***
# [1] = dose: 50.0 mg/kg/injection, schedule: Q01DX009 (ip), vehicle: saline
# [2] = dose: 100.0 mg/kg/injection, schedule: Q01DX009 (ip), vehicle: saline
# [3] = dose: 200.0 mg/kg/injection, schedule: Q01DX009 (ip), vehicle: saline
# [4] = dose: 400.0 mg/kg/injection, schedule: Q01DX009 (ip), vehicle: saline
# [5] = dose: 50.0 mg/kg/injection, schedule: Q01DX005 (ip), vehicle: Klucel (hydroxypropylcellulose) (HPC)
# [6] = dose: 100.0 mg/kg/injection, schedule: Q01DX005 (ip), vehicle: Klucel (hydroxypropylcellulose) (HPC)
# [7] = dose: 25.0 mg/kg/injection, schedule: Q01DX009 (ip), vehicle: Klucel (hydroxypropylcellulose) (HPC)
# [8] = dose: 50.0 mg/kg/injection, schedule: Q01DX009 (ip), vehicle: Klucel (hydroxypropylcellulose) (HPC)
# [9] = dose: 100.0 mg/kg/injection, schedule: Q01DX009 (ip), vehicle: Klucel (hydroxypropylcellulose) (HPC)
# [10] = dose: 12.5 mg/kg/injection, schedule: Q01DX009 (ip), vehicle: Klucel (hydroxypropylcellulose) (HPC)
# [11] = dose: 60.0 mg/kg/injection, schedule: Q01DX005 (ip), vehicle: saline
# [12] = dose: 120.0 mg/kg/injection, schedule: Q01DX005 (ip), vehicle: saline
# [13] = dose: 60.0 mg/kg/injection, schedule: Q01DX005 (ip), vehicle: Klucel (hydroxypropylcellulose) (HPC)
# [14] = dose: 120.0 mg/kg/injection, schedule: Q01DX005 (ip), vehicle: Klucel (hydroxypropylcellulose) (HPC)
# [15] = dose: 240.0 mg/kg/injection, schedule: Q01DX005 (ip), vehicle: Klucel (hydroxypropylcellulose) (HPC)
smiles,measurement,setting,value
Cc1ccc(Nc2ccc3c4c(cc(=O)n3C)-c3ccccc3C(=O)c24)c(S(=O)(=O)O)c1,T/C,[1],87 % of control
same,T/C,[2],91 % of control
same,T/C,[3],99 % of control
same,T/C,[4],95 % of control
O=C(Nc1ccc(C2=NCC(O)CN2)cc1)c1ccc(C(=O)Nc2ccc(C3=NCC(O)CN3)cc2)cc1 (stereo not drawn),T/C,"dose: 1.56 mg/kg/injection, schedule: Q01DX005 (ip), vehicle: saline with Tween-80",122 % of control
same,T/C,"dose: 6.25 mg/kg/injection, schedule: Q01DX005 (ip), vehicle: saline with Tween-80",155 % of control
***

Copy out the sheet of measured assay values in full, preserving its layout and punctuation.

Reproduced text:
# [1] = dose: 50.0 mg/kg/injection, schedule: Q01DX009 (ip), vehicle: saline
# [2] = dose: 100.0 mg/kg/injection, schedule: Q01DX009 (ip), vehicle: saline
# [3] = dose: 200.0 mg/kg/injection, schedule: Q01DX009 (ip), vehicle: saline
# [4] = dose: 400.0 mg/kg/injection, schedule: Q01DX009 (ip), vehicle: saline
# [5] = dose: 50.0 mg/kg/injection, schedule: Q01DX005 (ip), vehicle: Klucel (hydroxypropylcellulose) (HPC)
# [6] = dose: 100.0 mg/kg/injection, schedule: Q01DX005 (ip), vehicle: Klucel (hydroxypropylcellulose) (HPC)
# [7] = dose: 25.0 mg/kg/injection, schedule: Q01DX009 (ip), vehicle: Klucel (hydroxypropylcellulose) (HPC)
# [8] = dose: 50.0 mg/kg/injection, schedule: Q01DX009 (ip), vehicle: Klucel (hydroxypropylcellulose) (HPC)
# [9] = dose: 100.0 mg/kg/injection, schedule: Q01DX009 (ip), vehicle: Klucel (hydroxypropylcellulose) (HPC)
# [10] = dose: 12.5 mg/kg/injection, schedule: Q01DX009 (ip), vehicle: Klucel (hydroxypropylcellulose) (HPC)
# [11] = dose: 60.0 mg/kg/injection, schedule: Q01DX005 (ip), vehicle: saline
# [12] = dose: 120.0 mg/kg/injection, schedule: Q01DX005 (ip), vehicle: saline
# [13] = dose: 60.0 mg/kg/injection, schedule: Q01DX005 (ip), vehicle: Klucel (hydroxypropylcellulose) (HPC)
# [14] = dose: 120.0 mg/kg/injection, schedule: Q01DX005 (ip), vehicle: Klucel (hydroxypropylcellulose) (HPC)
# [15] = dose: 240.0 mg/kg/injection, schedule: Q01DX005 (ip), vehicle: Klucel (hydroxypropylcellulose) (HPC)
smiles,measurement,setting,value
Cc1ccc(Nc2ccc3c4c(cc(=O)n3C)-c3ccccc3C(=O)c24)c(S(=O)(=O)O)c1,T/C,[1],87 % of control
same,T/C,[2],91 % of control
same,T/C,[3],99 % of control
same,T/C,[4],95 % of control
O=C(Nc1ccc(C2=NCC(O)CN2)cc1)c1ccc(C(=O)Nc2ccc(C3=NCC(O)CN3)cc2)cc1 (stereo not drawn),T/C,"dose: 1.56 mg/kg/injection, schedule: Q01DX005 (ip), vehicle: saline with Tween-80",122 % of control
same,T/C,"dose: 6.25 mg/kg/injection, schedule: Q01DX005 (ip), vehicle: saline with Tween-80",155 % of control